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A cosmic web of infinite length discovered by astronomers
A cosmic web of infinite length discovered by astronomers
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Observations of one of the largest clusters of galaxies in the constellation of Aquarius helped astronomers to obtain the first detailed photographs of the strands of the "cosmic web" that connects all the clusters of matter in the universe. The pictures were published by the scientific journal Science.

“In the past, we have already been able to see the glow produced by these gas bubbles located outside galaxies. astrophysicist Hideki Umehata of the RIKEN Research Center in Saitama, Japan.

Cosmologists suggest that the structure of the universe is similar to an endless three-dimensional web, whose threads are almost entirely composed of large clusters of dark matter. At the points of intersection of these filaments, there are dense lumps of visible matter, including individual galaxies and groups of "star megacities".

Astronomers study the properties and nature of this web by observing distant galaxies and fluctuations in the brightness of the so-called relic radiation, which is a kind of "echo" of the Big Bang. It preserved information about how dark matter was distributed throughout the Universe and made it extremely heterogeneous in composition and density.

By themselves, the strands of the "cosmic web", as noted by Umehata and his colleagues, astronomers have not yet directly seen. First of all, this is hindered by the fact that the bright light of galaxies and their clusters overshadows the extremely weak glow of its filaments in the infrared range. Only in some fortunate cases, when the "germ" of the galaxy arose inside them, astronomers could see some of this gas.

These modest successes have prevented cosmologists from understanding if one of the biggest problems in modern science exists - why the universe supposedly contains half the amount of matter that theory predicts. Filaments, threads of the "cosmic web", can harbor this "missing" matter, which would explain the discrepancies and save the theory from revision.

Mysteries of the space "forest"

Umehata and his colleagues have taken a big step towards answering this question. They observed the glow that hydrogen atoms living inside the "cosmic web" produce when interacting with the so-called Lyman forest, the ultraviolet background radiation of the universe.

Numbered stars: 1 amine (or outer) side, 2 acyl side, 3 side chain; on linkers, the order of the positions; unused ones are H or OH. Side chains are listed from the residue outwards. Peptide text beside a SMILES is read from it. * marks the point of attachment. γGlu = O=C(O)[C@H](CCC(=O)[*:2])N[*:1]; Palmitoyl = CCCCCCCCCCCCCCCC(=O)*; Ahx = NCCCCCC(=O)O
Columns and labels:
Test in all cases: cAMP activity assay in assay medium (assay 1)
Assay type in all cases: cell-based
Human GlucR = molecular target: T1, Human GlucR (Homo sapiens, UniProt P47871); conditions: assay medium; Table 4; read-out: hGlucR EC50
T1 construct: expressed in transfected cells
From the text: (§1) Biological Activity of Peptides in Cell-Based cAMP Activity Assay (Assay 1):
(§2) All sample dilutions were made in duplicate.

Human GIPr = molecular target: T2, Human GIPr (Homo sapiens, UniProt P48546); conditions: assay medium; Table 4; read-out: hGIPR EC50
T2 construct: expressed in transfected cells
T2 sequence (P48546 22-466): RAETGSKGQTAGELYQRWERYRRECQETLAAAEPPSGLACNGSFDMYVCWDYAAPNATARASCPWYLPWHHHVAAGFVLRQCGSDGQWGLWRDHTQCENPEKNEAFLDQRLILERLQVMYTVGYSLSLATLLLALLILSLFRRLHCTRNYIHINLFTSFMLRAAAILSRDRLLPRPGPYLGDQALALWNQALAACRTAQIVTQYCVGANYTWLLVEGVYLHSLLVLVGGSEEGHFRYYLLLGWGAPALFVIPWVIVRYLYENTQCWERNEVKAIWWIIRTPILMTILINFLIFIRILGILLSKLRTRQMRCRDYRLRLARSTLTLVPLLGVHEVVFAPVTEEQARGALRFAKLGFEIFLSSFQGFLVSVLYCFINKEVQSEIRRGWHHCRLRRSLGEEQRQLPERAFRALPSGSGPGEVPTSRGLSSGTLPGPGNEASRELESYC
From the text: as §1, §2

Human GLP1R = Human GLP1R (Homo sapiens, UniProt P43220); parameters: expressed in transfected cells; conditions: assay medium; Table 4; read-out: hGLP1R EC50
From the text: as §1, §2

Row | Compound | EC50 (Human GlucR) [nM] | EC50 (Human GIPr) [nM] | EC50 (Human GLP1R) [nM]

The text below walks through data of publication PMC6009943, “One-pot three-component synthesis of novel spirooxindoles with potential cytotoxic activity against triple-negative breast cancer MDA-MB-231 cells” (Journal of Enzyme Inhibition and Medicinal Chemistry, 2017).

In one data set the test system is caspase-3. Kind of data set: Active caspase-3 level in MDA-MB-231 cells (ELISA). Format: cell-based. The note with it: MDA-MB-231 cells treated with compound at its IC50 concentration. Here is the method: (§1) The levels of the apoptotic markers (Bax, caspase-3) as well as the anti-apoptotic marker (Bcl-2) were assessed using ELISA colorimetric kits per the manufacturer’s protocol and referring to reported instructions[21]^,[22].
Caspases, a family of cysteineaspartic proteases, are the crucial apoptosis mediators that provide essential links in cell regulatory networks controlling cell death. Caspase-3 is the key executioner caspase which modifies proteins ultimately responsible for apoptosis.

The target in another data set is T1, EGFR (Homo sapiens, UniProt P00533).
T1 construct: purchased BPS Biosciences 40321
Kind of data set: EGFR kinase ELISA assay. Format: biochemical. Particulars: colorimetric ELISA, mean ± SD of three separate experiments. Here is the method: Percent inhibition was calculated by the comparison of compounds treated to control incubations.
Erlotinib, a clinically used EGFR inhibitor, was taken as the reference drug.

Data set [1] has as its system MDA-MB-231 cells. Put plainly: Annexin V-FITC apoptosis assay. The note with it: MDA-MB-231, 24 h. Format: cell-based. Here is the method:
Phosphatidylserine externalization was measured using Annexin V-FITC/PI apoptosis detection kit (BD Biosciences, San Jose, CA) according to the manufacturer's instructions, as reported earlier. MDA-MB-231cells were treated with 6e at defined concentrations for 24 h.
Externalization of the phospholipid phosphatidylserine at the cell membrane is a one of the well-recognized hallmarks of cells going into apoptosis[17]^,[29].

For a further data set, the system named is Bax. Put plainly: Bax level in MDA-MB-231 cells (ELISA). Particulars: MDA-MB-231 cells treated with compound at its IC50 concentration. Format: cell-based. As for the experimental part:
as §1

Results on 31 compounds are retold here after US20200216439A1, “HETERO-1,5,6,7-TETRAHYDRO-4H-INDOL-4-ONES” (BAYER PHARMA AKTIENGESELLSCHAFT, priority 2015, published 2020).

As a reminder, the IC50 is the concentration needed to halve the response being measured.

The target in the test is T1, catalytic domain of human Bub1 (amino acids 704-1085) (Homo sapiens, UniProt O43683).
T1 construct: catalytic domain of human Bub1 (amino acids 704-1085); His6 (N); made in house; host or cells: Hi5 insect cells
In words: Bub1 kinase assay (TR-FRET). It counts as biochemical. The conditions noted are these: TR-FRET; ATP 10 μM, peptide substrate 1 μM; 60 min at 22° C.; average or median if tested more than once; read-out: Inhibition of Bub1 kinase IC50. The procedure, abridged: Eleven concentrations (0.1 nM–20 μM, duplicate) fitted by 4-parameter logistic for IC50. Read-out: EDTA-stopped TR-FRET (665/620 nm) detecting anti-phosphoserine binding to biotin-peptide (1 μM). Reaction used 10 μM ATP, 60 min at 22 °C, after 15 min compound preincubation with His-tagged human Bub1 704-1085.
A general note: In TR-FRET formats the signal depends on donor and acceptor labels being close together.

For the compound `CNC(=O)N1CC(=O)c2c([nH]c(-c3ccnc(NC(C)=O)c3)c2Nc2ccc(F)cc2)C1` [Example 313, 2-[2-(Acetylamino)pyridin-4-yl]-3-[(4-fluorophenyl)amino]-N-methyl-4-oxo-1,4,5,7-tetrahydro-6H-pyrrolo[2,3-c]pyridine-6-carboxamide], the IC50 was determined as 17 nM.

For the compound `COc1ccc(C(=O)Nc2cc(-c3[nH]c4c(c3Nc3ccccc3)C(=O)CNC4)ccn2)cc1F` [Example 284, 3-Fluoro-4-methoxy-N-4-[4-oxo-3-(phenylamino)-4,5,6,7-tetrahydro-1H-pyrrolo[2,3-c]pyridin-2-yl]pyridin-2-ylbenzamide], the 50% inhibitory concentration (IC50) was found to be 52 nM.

As a rule, its brightness is relatively low, but the largest and brightest galaxies that existed in the first epochs of the life of the universe, produced a lot of such particles of light. Accordingly, if the threads of the "web" are located near such galaxies, then they will glow brightly enough in that part of the spectrum that is associated with the Lyman "forest".

Guided by this idea, Japanese and European astronomers observed the emerging cluster of galaxies SSA22, the light from which travels to Earth for about 12 billion years. Thanks to such a large distance, we see it in the state in which it existed in the first 2 billion years of the life of the Universe.

To search for traces of the "cosmic web" filaments, scientists used the European VLT telescope, one of the largest ground-based optical observatories, as well as the MUSE spectroscope, which can very effectively "remove" the glow of galaxies themselves and other inhabitants of space from the picture.

By comparing the VLT images with the photographs of the same galaxy cluster that other observatories received, scientists were able to see for the first time the full-fledged filaments of the "cosmic web".They do connect many of the ancient galaxies that are forming and spanning many millions of light years.

In general, their photographs confirmed the current ideas about how the Universe works - the galaxies were indeed located at those points where the threads of the "web" intersected, which fully corresponds to the predictions of modern cosmology. Scientists hope that further observations of SSA22 will help them calculate the mass of gas in these filaments and begin a serious search for the "missing" matter of the universe.

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